More French Polishing, Session #15, and Even More Polishing!!!


Saturday, July 18th, 2015:

Here's where I'm at in my French polishing at the moment. Here's a quick schedule of what the process has been like:

7/10/15 --- 3 sessions (coats) of 2-pound cut shellac and alcohol on soundbox (1 "glub" of shellac + 1 glub of alcohol, using a cheesecloth pad only) (No oil yet, to provide a barrier layer so oil will not penetrate into the wood.)

7/11/15 --- 4 sessions of shellac/alcohol on neck, and 3 sessions of shellac/alcohol and a dot of walnut oil (from this time forward using the cheesecloth pad wrapped in a linen cover) on the soundbox

7/13/15 --- 2 sessions each, on the soundbox and on the neck (now using the linen-wrapped cheesecloth for the neck also)

7/14/15 --- 2 sessions each, on the soundbox and on the neck


7/15/15 to 7/16/15 --- Level-sand the soundbox and neck with 1000-grit Carborundum Premier Red Dri-Lube sandpaper (wonderful paper!).

7/18/15 --- Begin the second round of "bodying" sessions, this time with a tiny dot of olive oil added to the pad (after the shellac/alcohol/walnut oil have been applied). The walnut oil is a "drying" oil, and it will polymerize within the shellac, making it a harder, more durable film; the olive oil, which is not a drying oil, serves to just make it easier to move the pad over the surface of the guitar, and will later be removed from the surface of the finish.

Today I did two bodying sessions on both the neck and the soundbox; the results are what you see to the right.


  • Probably at least 8 more bodying sessions
  • A "smoothing" wet-sanding --- using 3600-grit Micromesh and mineral spirits/olive oil
  • At least 3 more final bodying sessions
  • The final "rub-out" with Novus #2 Plastic polish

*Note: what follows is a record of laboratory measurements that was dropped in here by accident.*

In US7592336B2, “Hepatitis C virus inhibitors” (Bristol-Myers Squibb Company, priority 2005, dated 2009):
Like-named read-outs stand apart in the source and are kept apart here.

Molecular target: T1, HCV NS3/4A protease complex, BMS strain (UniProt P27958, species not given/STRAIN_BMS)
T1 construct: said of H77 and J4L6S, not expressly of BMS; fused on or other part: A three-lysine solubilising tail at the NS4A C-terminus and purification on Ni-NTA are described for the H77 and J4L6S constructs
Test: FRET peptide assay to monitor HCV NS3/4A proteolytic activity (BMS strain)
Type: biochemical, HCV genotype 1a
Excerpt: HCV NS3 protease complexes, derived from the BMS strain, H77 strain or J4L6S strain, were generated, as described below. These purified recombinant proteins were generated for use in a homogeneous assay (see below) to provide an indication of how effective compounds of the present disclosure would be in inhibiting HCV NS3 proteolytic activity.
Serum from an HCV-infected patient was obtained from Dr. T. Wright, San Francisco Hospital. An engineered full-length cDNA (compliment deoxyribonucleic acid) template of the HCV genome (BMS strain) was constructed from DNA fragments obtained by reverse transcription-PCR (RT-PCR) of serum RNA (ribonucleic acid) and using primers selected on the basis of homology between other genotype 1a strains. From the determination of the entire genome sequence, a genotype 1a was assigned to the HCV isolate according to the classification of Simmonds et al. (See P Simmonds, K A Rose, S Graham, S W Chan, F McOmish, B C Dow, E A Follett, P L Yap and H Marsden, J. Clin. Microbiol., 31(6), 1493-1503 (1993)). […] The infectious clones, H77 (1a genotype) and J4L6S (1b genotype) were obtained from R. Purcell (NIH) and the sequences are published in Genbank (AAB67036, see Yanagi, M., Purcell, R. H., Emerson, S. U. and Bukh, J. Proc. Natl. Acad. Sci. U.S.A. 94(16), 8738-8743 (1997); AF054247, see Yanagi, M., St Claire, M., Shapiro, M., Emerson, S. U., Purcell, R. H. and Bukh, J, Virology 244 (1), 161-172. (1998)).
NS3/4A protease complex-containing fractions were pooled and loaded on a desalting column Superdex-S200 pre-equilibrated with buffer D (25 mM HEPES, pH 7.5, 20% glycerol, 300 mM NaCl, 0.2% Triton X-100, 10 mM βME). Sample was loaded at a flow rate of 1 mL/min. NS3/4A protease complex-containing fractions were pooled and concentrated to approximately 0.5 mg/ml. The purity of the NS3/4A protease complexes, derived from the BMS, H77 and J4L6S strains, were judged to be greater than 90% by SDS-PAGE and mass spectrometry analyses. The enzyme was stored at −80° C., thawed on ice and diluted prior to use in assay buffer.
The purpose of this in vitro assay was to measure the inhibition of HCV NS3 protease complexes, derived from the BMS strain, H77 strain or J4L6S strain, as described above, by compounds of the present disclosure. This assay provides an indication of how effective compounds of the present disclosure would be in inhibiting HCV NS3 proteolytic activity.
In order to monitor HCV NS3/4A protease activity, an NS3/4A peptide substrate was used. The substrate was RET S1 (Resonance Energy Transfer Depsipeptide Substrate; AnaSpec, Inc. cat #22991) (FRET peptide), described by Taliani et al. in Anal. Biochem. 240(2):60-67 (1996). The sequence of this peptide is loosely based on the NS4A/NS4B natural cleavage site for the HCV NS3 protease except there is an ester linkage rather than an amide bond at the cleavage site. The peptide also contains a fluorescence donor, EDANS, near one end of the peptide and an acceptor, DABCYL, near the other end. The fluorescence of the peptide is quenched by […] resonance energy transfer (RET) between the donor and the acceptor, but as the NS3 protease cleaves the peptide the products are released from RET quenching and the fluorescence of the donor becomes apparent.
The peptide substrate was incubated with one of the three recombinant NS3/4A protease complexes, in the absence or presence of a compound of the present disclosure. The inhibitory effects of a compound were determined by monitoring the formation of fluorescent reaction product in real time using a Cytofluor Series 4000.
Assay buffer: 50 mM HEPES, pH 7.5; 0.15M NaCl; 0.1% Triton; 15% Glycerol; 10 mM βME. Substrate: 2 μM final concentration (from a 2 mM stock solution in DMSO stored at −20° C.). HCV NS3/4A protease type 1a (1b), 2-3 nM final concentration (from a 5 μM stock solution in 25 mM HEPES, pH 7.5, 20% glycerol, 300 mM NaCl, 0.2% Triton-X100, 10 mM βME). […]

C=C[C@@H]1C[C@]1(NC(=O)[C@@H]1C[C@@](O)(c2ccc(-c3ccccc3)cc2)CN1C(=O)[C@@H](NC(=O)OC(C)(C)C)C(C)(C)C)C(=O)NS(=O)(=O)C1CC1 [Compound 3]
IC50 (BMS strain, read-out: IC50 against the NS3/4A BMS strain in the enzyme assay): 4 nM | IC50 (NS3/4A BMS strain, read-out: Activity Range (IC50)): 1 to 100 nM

Sunday, July 19th, 2015:

Today Randall mainly worked on the peghead overlay.

A while back, he had bought a rosewood peghead veneer with an intricate inlay already installed. The veneer was a bit cupped, so I had spritzed it with water, had clamped it between a couple of boards, and had let it sit for a week or so; that removed most of the cupping, but not all.

Today, fhe first thing he did was to make and cut out a template of the peghead onto tracing paper, so that he could place it over the veneer and figure out the best placement of the inlay, so that the six tuner holes would interfere the least with the inlay, and so the inlay would look balanced on the peghead. Those little dots you see are the center points for the tuner holes, which will be drilled out later, after the veneer has been glued onto the peghead.




Here Randall is punching out some tiny holes for the centers of the tuner holes. This will make it easier for the brad-point drill bit to locate the exact spot to drill the holes.



Here Randall has traced the outline of the peghead onto the veneer. The two lines at the bottom are the locations of the fingerboard end and the upper edge of the nut slot.

After the veneer was cut out on the bandsaw (slightly outside the outline), Randall sanded the lower edge (the edge that will butt up against the nut) at the correct angle needed so that the edge would be perpendicular to the neck surface.



I made a quick clamping caul out of hardboard, in the shape of the peghead. Here Randall is gluing and clamping the veneer to the peghead, making sure to apply the first clamps to the center cupped portion of the veneer, so the veneer will glue down absolutely flat.


Too many clamps never hurts.


Monday, July 20th, 2015:

Today I removed the clamps, and here's the result!!

Later Randall will trim the veneer edges flush with the peghead edges and drill the tuner holes.





Monday, July 20th, 2015:


I have just applied the 4th bodying session on the soundbox (after the first level-sanding) --- so now I have a total of 14 coats (sessions) of French polish (shellac) on the soundbox. Currently, I have a total of 11 sessions on the neck.

Here are some quick photos of what it looks like now. The reflections are becoming more and more distinct and clear! (The greatest moment is when you can actually read the little printing inside the desk lamp in the surface of the top or back! Not there yet.)





















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